Resume: Deploying its vision of “Global Britain” in the port sector, the British government plans to create some free ports. In addition to an adapted customs regime, these ports and their surroundings will come with significant tax and social benefits. In addition to attracting maritime transport or port logistics companies to these ports, the idea is, through a regulatory differential with the EU, to attract companies, whatever their activity, including GAFAs. This way, and by means of free trade agreements signed with foreign States, particularly in Asia, the British government intends to create logistics, industrial and service hubs at the gates of the EU. Having recovered its sovereignty in competition law and notably State aid, the United Kingdom could create the regulatory environment favorable to its project. Indeed, European State aid rules do not, for the moment, apply to third countries. It is doubtful that the Agreement on Trade and Cooperation signed by the UK and the EU on December 24th, 2020 would resolve “level playing field” issues in this domain. However, the European Commission and the Member States have been well aware, in recent months, of the distortion of competition created by foreign public subsidies.  China and its State Owned Enterprises are of course concerned at first, receiving huge public support while benefiting from access to the European market. A White Paper was adopted in June 2020 on this subject and the question remains open whether its provisions could be effectively applied to the specific threat posed by the creation of the “British freeports”. Tensions are expected between British and European Authorities with this regard, due to the strategic importance of this sector.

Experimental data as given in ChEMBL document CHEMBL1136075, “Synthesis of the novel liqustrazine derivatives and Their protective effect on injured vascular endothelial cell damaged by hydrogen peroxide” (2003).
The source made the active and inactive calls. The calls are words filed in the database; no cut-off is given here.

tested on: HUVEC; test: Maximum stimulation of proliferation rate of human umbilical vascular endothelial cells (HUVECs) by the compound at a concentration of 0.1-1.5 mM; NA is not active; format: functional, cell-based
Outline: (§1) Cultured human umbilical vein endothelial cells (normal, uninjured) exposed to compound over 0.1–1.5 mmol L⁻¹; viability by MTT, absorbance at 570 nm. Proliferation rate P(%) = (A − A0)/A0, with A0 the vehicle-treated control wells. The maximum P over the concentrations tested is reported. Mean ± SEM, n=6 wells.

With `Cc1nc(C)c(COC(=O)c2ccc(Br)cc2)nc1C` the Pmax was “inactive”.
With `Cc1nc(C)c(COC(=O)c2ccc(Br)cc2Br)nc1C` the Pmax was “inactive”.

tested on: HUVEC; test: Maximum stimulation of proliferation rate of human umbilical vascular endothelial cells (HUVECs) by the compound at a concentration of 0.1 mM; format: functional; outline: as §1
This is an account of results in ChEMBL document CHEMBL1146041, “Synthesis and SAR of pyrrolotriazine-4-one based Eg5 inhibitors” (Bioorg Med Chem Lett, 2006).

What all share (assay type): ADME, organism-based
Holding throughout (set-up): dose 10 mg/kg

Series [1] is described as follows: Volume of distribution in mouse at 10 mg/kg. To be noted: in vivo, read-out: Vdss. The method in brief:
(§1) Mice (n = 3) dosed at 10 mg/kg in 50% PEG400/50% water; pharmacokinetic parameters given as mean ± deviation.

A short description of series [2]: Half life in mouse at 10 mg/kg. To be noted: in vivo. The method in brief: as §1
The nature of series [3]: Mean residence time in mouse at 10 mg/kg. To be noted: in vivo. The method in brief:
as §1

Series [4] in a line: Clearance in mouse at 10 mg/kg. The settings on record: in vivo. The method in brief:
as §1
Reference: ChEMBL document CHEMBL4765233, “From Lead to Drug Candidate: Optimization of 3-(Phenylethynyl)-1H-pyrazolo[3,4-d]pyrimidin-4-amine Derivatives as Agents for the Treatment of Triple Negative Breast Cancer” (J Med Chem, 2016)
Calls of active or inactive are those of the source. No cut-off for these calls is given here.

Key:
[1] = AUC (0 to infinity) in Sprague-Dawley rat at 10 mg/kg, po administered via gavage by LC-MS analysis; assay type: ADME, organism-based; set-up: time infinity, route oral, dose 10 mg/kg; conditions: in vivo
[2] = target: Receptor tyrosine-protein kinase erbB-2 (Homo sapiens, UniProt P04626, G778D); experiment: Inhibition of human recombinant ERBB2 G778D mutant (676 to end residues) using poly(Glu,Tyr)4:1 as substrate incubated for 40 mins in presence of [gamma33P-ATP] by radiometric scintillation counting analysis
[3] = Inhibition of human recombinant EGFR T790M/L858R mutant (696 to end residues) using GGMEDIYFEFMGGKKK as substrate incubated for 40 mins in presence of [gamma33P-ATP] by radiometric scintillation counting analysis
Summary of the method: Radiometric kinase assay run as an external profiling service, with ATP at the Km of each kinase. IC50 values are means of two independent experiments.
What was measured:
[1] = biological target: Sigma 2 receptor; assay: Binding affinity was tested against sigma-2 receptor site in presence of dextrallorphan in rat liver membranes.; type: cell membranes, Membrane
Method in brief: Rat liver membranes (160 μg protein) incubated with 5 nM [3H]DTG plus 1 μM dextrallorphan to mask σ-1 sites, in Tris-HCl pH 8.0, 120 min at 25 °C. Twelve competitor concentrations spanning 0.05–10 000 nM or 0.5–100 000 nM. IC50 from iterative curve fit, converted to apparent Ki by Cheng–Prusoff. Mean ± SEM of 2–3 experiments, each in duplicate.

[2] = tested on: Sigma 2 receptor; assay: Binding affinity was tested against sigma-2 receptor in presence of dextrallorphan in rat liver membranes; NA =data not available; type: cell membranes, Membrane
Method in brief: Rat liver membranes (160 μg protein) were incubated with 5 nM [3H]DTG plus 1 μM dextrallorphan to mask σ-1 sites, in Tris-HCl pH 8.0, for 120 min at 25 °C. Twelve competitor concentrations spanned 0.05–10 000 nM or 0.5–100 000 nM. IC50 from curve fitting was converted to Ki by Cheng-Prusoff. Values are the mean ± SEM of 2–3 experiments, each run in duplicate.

To quote this paper: Ph. Corruble, “At the gates of the European Union: British freeports and associated State aid issues”, Competition Forum: Law & Economics, 2021, art. n° 0014,

This paper is an update from an article published in Droit Maritime Français, n° 831 in January 2021, with the permission of the editor.